I had a friendly little piece of JavaScript code to return a string to the calling code:

function getDescByCode(code) {
    var returnVal;

    $.ajax({
        url: "http://www.scott.bla/api/ReturnMyStringValue",
        type: "GET",
        data: { code: code }
    })
    .done(function (data) {
        returnVal = data;
    });
    
    return returnVal;
}

This method was being called by an onchange event assigned to an MVC drop down list to update a textbox, so when a user changed the value of the DDL, the associated textbox would be changed to the value returned from the Web API call, which was called from the function above:

@Html.DropDownListFor(m => m.MyCode, 
(IEnumerable<SelectListItem>)Application["Codes"], 
"--Select--", 
new { @onchange = "$('#MyDesc').val(getDescByCode(this.value));" })
   @Html.TextBoxFor(m => m.MyDesc)

The problem was that the text box wasn’t being updated. However, if I added an alert inside the jQuery method, I could see that the data was, in fact, being returned from the Web API called as expected:

    .done(function (data) {
       alert(data);    // Worked
    });

The problem was solved by adding the “async: false” line to the AJAX call. The full working method is:

function getDescByCode(code) {
    var returnVal;

    $.ajax({
        url: "http://www.scott.bla/api/MyStuff",
        type: "GET",
        async: false,
        data: { code: code }
    })
    .done(function (data) {
        returnVal = data;
    });
    
    return returnVal;
}

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Hiding zero-value items in Google Charts

Working with Google Charts, I had three values I was putting into a bar chart. There were times when some of the values would be zero, and I didn’t want them to show. Usually, they didn’t, but once in a while, a sliver of red would peak through, as you can see in the image:

Google Charts

Google Charts

To get around this, I explicitly set the value in question to null instead of zero. So in my loop where I bind the data to the chart, I check to see if the value is zero. I’ve included the entire function for continuity. The variable “finalData” is a class passed from a Web API call, and the Foods is a generic List of class Food, which has four properties: Name, Ate, Eating, and WillEat:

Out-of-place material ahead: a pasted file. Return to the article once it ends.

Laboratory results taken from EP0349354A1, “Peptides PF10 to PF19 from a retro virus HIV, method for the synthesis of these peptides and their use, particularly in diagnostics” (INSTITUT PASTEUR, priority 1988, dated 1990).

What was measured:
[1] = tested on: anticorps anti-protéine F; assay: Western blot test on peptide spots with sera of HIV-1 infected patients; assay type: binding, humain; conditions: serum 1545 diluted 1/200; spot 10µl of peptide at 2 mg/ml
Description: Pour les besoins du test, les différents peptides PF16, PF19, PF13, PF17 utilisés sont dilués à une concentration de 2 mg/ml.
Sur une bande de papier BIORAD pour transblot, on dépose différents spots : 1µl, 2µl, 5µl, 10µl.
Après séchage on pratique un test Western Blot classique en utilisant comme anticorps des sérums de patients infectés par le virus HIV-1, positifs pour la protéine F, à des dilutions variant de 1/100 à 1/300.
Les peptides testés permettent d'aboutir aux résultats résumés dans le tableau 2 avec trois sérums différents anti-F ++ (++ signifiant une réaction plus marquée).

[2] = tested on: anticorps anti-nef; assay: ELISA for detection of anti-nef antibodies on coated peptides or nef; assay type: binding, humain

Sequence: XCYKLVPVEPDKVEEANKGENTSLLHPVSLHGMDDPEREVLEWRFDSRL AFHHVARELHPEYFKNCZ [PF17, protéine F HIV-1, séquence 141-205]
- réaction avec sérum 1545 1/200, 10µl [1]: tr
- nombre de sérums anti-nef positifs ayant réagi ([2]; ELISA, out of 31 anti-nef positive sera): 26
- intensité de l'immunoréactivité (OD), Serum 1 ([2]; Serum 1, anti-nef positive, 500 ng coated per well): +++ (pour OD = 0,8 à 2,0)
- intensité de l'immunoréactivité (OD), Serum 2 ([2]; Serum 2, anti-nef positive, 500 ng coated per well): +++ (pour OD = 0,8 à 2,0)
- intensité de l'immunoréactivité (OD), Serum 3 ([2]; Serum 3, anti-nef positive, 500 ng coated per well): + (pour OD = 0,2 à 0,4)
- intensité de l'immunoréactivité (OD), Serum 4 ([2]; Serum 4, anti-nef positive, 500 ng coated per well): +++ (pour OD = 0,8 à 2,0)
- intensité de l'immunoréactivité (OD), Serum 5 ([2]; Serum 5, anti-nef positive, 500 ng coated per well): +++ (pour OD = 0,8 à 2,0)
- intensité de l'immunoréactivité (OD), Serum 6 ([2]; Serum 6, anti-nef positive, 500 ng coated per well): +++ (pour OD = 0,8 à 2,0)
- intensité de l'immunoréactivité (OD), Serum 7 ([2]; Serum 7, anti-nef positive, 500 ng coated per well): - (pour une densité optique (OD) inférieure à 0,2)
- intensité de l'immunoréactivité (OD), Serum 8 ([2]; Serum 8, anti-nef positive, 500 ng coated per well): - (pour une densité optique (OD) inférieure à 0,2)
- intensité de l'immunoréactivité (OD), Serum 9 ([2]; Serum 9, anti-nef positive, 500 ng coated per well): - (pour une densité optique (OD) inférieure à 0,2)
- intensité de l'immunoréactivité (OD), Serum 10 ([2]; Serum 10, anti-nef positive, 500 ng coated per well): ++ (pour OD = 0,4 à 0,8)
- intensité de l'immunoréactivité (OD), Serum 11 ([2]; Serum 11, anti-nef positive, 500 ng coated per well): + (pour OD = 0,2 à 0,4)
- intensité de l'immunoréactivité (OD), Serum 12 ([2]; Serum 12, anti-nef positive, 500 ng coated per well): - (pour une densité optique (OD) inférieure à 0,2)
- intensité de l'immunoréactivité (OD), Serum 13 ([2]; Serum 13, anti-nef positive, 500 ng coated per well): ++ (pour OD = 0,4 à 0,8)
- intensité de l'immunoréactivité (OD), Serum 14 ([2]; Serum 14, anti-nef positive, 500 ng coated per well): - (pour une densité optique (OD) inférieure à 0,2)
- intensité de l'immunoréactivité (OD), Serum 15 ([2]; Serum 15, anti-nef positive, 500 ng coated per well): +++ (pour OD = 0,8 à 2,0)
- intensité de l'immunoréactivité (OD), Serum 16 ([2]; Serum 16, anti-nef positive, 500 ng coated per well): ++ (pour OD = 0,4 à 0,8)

function renderChart(finalData) {
var data = new google.visualization.DataTable();

data.addColumn(‘string’, ‘Text’);
data.addColumn(‘number’, ‘Ate’);
data.addColumn({ ‘type’: ‘string’, ‘role’: ‘tooltip’, ‘p’: { ‘html’: true } })
data.addColumn(‘number’, ‘Eating’);
data.addColumn({ ‘type’: ‘string’, ‘role’: ‘tooltip’, ‘p’: { ‘html’: true } })
data.addColumn(‘number’, ‘Will Eat’);
data.addColumn({ ‘type’: ‘string’, ‘role’: ‘tooltip’, ‘p’: { ‘html’: true } })
data.addColumn({ type: ‘string’, role: ‘annotation’ });

data.addRows(finalData.Foods.length);

for (var i = 0; i < finalData.Foods.length; i++) {

if (finalData.Foods[i] != null && finalData.Foods[i].Eating== 0) {
finalData.Foods[i].Eating= null;
}

data.setValue(i, 0, finalData.Foods[i].Name);
data.setValue(i, 1, finalData.Foods[i].Ate);
data.setValue(i, 2, ‘<p style=”font-size: 12; text-align: center; vertical-align: middle”>Ate</p>’);
data.setValue(i, 3, finalData.Foods[i].Eating);
data.setValue(i, 4, ‘<p style=”font-size: 12; text-align: center; vertical-align: middle”>Eating</p>’);
data.setValue(i, 5, finalData.Foods[i].WillEat);
data.setValue(i, 6, ‘<p style=”font-size: 12; text-align: center; vertical-align: middle”>Will Eat</p>’);
data.setValue(i, 7, ”);
}

var options = {
title: ‘Favorite Foods’,
titleTextStyle: { ‘fontSize’: 22 },
fontSize: 12,
width: 570,
height: 275,
legend: { position: ‘none’ },
isStacked: true,
tooltip: { isHtml: true, textStyle: { fontName: ‘Arial’, fontSize: 16 } },
series: {
0: { color: ‘green’ },
1: { color: ‘red’ },
2: { color: ‘blue’ },
}
};

var chart = new google.visualization.BarChart(document.getElementById(‘chartDiv’));
chart.draw(data, options);
}